I’ve been trying to follow the whole story this week about executive compensation in the financial sector. I’m having difficulty comprehending the mindset. Perhaps if I try to reason it all out, it will eventually make sense.
Ok, let’s say that I head a large multi-billion dollar bank. To do this, I’ve gotten a degree or two, worked in the trenches, networked like crazy, and gradually climbed up what Disraeli called “the greasy pole”. Theoretically, I know a thing or two about high finance, show generally good judgment, have a well-developed bullshit detector, know enough to gather good people around me, and challenge them to provide me with honest answers. If I am successful at all of this, I deserve to make a lot of money — and we’ll leave what “a lot” means as fuzzy — because my good leadership skills cultivate enthusiasm and loyalty throughout the organization, bring profit to the shareholders, and steer the bank away from unnecessary risk.
Sadly, this does not seem to be what being a bank president means. Being a bank president seems to involve climbing to the top of the “greasy pole” in part by having the gall to ask for a pay package bigger than what anyone else has asked for yet, hiring mercenary underlings who will only work for me if I offer them a base salary that is several times the median wage with guaranteed bonuses at three to five hundred percent of their base pay, and believing in the old mafia theory of betting: “I win, I collect; you win, I don’t pay.”
Why? Because only certain special people can do this job. People who can make the big decisions. People who are born to command. People who can still ask for big bonuses when they wreck the economy — because that’s all someone else’s fault and they’re playing great defense by keeping losses low… uh… low-ish… uh… less than the GDPs of most of the world’s nations… uh… combined.
Nope, I’m still not getting it. Didn’t some French people get together on a tennis court and decide to get rid of a bunch of people who thought that way?
Today was a “best laid plans of mice and men” day. Roadblocks popped up in multiple places despite earlier promising portents and signs. Nothing quite got finished, as a result.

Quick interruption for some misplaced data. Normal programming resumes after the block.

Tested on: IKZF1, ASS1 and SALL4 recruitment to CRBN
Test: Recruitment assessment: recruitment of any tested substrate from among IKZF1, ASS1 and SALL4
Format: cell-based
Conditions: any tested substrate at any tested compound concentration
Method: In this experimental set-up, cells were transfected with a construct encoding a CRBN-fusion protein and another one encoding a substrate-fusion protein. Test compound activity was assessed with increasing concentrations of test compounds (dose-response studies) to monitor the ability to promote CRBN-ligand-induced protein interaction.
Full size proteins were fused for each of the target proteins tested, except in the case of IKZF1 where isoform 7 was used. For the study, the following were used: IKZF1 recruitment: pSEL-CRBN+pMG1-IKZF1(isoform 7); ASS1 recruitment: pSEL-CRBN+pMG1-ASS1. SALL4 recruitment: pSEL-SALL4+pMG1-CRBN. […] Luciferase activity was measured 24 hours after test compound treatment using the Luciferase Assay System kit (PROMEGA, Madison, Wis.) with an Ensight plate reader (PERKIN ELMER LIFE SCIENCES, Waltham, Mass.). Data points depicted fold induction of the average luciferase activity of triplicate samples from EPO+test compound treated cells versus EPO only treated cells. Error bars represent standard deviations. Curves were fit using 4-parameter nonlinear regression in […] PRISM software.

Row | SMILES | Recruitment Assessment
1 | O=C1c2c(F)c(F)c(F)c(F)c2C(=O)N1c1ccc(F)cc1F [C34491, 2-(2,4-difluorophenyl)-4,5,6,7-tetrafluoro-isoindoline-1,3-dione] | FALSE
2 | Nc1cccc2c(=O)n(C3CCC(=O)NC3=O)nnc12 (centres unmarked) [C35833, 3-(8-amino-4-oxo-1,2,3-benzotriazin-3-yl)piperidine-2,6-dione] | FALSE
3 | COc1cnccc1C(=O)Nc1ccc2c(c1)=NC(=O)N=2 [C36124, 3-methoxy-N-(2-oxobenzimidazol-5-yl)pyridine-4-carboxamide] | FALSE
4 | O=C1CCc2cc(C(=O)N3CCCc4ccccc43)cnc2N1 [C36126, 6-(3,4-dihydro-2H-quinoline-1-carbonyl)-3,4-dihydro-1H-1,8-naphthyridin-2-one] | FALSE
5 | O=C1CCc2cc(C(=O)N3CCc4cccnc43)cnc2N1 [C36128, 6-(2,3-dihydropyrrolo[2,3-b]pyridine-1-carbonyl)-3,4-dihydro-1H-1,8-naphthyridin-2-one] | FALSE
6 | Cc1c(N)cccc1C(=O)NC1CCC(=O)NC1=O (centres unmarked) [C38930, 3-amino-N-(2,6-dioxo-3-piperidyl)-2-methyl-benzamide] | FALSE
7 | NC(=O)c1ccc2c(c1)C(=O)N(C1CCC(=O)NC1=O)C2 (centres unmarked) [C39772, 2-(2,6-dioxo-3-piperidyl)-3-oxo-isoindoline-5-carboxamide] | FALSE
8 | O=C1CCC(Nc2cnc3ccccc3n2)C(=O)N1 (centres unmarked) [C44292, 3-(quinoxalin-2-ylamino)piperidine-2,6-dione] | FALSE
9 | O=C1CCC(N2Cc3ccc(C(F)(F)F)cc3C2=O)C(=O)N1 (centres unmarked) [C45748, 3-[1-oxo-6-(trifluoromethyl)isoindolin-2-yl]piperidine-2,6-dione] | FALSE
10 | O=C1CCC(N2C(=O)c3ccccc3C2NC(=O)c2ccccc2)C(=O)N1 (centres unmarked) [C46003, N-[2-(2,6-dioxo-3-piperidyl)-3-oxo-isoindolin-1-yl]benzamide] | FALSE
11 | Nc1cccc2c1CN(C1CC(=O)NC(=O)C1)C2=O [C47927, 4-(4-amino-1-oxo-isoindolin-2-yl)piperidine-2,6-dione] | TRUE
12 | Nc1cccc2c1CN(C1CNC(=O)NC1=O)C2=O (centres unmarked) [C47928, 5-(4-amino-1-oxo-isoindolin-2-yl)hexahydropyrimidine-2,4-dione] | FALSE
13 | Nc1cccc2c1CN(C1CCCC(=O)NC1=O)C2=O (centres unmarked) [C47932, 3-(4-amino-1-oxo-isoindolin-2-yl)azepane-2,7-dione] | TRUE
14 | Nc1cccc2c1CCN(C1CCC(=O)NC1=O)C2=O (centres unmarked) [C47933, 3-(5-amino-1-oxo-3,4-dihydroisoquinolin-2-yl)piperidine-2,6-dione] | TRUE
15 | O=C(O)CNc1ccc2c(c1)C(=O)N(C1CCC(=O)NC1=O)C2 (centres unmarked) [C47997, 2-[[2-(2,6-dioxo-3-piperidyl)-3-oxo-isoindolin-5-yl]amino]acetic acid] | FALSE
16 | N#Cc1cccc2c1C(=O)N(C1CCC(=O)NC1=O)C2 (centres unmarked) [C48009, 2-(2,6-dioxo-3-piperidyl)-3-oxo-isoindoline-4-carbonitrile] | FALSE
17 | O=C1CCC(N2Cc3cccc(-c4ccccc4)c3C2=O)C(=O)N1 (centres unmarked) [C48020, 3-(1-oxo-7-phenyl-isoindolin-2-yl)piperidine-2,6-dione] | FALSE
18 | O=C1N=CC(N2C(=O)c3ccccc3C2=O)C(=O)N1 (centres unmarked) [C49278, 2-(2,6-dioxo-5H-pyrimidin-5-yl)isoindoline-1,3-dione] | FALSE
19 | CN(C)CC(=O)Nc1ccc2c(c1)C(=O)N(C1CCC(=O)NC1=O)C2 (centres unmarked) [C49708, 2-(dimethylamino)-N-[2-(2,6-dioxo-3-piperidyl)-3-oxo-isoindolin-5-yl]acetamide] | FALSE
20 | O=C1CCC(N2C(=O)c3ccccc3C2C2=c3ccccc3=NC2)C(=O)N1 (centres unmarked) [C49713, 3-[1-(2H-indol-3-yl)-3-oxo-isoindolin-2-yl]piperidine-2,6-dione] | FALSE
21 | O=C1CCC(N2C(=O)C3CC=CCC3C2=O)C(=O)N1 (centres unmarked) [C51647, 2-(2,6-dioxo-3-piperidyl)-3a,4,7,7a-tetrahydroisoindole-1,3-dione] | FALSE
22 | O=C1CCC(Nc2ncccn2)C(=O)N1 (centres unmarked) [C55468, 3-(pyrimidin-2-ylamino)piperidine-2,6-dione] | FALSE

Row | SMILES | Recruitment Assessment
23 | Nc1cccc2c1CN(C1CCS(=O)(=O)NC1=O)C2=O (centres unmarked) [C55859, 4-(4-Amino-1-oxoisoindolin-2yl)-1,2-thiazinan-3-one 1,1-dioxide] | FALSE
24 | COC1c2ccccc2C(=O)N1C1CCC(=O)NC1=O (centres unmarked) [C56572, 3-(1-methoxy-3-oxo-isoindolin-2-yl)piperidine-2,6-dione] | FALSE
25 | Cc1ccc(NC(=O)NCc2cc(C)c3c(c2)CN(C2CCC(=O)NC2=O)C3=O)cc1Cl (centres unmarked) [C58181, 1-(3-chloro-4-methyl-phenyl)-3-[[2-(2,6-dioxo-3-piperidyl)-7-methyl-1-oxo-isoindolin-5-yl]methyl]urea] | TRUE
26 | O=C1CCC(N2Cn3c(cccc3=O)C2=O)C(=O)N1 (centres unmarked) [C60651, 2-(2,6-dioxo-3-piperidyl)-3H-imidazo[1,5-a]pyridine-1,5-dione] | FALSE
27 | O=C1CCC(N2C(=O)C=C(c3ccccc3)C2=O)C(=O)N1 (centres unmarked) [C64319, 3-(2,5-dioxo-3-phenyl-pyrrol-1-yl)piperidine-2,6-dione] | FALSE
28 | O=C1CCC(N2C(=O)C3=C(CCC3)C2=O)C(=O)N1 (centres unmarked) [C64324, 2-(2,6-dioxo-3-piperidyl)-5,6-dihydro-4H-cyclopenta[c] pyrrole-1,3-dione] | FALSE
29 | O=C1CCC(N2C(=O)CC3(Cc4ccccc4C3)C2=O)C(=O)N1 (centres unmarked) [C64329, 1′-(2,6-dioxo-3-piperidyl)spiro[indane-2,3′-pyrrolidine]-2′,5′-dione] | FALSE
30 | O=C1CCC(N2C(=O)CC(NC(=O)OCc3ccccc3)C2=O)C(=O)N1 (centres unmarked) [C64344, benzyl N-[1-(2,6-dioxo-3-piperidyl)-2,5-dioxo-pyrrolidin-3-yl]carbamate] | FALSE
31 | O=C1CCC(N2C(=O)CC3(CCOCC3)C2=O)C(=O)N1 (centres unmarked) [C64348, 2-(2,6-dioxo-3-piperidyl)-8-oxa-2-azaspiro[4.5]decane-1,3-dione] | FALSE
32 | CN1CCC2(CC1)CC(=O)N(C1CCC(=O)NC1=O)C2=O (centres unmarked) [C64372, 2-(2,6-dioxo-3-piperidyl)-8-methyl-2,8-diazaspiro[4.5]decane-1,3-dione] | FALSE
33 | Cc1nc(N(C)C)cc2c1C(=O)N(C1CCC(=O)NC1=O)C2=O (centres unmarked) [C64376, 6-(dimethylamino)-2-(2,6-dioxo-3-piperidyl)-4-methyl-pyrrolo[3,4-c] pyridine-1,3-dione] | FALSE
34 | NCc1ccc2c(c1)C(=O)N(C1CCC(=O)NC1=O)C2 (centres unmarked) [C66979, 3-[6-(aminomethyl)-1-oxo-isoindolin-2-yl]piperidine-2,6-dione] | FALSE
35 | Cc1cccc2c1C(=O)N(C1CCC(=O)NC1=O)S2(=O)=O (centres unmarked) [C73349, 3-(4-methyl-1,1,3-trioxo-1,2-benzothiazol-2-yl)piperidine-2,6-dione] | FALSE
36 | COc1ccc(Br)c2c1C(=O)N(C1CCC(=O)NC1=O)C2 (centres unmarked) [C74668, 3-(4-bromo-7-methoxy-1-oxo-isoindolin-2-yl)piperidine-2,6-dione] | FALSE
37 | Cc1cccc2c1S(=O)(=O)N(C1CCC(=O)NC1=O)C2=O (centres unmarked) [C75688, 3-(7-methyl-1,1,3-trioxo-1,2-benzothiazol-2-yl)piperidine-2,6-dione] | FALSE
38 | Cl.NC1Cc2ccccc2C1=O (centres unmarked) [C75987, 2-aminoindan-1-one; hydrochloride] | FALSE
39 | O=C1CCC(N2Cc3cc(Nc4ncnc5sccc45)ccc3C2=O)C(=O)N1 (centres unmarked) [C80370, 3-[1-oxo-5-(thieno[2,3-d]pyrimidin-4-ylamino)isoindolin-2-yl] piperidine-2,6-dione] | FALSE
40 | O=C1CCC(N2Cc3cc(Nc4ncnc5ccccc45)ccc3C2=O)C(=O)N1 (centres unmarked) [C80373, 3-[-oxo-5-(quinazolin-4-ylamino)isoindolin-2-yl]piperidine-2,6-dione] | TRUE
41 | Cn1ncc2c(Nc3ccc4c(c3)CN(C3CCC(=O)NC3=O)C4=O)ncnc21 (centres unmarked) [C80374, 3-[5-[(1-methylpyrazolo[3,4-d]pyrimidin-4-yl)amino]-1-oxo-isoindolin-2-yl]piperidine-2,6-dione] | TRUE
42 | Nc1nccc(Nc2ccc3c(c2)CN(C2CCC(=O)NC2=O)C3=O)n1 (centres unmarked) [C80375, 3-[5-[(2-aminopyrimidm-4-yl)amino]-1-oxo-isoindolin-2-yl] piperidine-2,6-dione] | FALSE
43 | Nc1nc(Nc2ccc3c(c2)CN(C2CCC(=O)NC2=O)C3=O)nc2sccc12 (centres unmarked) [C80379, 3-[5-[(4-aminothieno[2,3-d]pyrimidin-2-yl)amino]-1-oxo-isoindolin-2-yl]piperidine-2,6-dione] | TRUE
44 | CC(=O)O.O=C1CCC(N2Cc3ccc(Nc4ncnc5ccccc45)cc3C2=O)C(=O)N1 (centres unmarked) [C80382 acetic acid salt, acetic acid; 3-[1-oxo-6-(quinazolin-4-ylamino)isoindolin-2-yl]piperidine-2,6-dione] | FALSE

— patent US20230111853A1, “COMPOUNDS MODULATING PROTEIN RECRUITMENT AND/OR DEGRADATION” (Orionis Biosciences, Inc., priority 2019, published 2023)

An event at the end of the day indicates pretty much how the day went: my parents’ Nativity Set arrived today. Mrs. Geek has a small wood-carved set, that is kind of high on concept and low on detail. We decided this year that a new set was in order… just when my Mother was saying that she had little desire to use the set she bought in the early 1960’s — the set that sat atop my Mother’s Story & Clark baby grand piano in the living room all through my childhood. After a quick check with my sister (the agnostic non-practicing Catholic), the set was wrapped in bubble wrap, put in its box, encased in brown paper and shipped to us.
The set arrived broken. The stable building a had a couple loose nails and a split board or two. A shepherd boy with a lamb on his shoulders was split in two at the waist. One of the three astrologers has a hole in his knee. One the sheep had a cracked ear.
I called my parents to let them know that the set had arrived, and to find out if they knew what the figures were made of. When I finally spoke to my Mom, she kept saying “Oh, that’s too bad… do you think it will still look good enough? Maybe you can put it in a place where there isn’t a lot of direct light…” She didn’t know where exactly she’d purchased it, or what the figures were made of. I assured her that I could fix the set up and make it presentable.
Closer inspection revealed that the figures were likely some kind of paper mache or paper composition. So, some cabinet maker’s wood glue became the order of the day… both for the stable and figures… though that poor astrologer may never get his knee fixed. I think it may all come out ok… no low light required.
Though I have lived here almost as long as I lived in the Land of my Birth, I have very little of my childhood here with me. It’s all in boxes… in my parents’ attic or in a closet in my old bedroom. Almost all my memories here are “new” memories from the second half of my life… except now, this Nativity set. Do I think it will still look good enough? If I can help it, it will!